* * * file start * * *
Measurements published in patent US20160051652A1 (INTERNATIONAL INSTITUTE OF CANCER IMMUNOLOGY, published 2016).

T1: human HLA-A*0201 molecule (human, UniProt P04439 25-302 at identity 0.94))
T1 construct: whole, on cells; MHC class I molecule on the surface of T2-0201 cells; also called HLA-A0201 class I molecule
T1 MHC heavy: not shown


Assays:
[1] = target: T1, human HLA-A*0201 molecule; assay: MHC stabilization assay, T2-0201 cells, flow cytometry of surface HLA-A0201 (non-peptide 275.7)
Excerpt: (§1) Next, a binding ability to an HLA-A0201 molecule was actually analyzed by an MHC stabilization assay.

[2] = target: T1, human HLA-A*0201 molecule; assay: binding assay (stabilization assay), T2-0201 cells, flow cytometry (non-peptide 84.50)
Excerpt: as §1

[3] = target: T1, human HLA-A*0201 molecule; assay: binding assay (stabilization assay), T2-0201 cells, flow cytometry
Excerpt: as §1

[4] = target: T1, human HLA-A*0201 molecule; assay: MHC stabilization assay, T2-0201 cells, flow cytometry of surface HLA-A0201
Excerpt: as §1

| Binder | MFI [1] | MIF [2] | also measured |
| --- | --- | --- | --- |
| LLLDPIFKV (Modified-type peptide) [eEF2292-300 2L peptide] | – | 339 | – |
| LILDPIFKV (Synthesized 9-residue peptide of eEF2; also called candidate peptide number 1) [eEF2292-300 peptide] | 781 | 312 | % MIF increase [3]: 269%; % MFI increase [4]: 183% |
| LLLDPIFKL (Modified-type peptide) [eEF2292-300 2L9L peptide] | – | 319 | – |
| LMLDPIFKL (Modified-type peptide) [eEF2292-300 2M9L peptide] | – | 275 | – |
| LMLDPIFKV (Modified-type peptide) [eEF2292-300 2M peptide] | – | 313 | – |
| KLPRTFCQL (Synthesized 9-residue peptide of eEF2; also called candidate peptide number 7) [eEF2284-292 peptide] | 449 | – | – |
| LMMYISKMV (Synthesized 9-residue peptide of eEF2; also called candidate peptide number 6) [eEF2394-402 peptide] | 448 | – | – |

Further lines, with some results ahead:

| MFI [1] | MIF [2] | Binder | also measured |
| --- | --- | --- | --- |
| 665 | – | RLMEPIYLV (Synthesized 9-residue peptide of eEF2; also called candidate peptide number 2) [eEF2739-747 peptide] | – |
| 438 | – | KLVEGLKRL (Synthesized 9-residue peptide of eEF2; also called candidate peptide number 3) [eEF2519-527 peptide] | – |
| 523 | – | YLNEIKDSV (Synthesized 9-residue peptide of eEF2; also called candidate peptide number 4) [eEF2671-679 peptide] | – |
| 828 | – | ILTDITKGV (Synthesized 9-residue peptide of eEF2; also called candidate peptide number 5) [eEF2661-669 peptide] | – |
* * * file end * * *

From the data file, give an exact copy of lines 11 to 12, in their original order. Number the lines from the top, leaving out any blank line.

Excerpt: as §1

[4] = target: T1, human HLA-A*0201 molecule; assay: MHC stabilization assay, T2-0201 cells, flow cytometry of surface HLA-A0201